Eventually Valuation Always Matters

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For months, I’ve been warning about a crash in stocks with high price-to-sales valuations.

Yet I’m aghast at how swiftly and severely the crash has happened.

Chart: The Epic Demise of High Price-to-Sales Stocks

The shares prices of these companies have experienced a 1929-grade market rout.

Over the past couple of years, I repeatedly mentioned my concern about specific stocks like Shopify (NYSE: SHOP), Teladoc Health (NYSE: TDOC) and Zoom Video Communications (Nasdaq: ZM).

I said that almost all stocks with dangerously high price-to-sales valuations were a terrible place to have your money.

Sure enough, these companies have lost 75% to 90% of their market valuation in just months.

So many inexperienced investors have lost money on these stocks.

Along the way, they’ve learned the vital lesson that eventually valuation matters.

Good Business Hasn’t Helped Shopify

Shopify is now down almost 80% from its all-time high.

When I cautioned against owning shares of Shopify, I specifically said that it was a great company but that its trading valuation made it a bad investment.

Given that Shopify’s share price has fallen almost 80% this year, you must be thinking that the company had a terrible year. But that’s not the case.

Throughout the full year of 2021, Shopify grew revenue to $4.6 billion from $3 billion in 2020 – an outstanding 57% increase.

Even better, Shopify’s operating income TRIPLED, from $90 million in 2020 to $270 million in 2021.

Revenue grew by 57% and operating income tripled… yet the stock market takes Shopify’s stock DOWN by 80%?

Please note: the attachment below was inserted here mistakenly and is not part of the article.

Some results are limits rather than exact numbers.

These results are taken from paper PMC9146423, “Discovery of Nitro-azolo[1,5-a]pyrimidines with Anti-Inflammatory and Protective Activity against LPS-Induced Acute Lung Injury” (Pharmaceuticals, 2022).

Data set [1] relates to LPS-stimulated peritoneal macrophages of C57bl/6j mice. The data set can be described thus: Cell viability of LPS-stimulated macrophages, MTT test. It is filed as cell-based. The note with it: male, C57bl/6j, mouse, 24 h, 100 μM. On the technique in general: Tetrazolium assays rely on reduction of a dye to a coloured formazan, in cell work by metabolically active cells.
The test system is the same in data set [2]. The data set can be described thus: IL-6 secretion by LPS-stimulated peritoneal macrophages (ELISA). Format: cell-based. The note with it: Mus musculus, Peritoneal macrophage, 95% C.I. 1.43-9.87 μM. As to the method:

No, the problem isn’t that this business is struggling – it’s that the market has simply revalued this business.

Going into 2022, Shopify’s valuation touched 60 times sales.

That was ludicrously high. Eventually that valuation had to pop, and it did.

The market has now taken Shopify’s price-to-sales ratio from 60 all the way down to 12.

Chart: Shopify Price-to-Sales Ratio

This is the problem with owning incredibly expensive stocks.

Stocks teetering on extreme valuations can fall so much further than value stocks.

Even now, I’m unconvinced that Shopify, at 12 times revenue, is at a valuation worthy of my investment dollars.

Regardless, a lot of great companies have plunged from extreme valuations into value range.

I love growth companies, so seeing their valuations swoon into “buy” territory is exciting.

Call me crazy, but I hope we can have another couple of months of difficult markets for great growth companies. That way, the growth stocks will fall to complete no-brainer valuations at which we can buy them.

Because we pay attention to valuations here at Wealthy Retirement, we avoided the collapse of these overpriced stocks.

Now we watch and wait before we move in and take advantage of these stocks’ eventual rebound…

Good investing,


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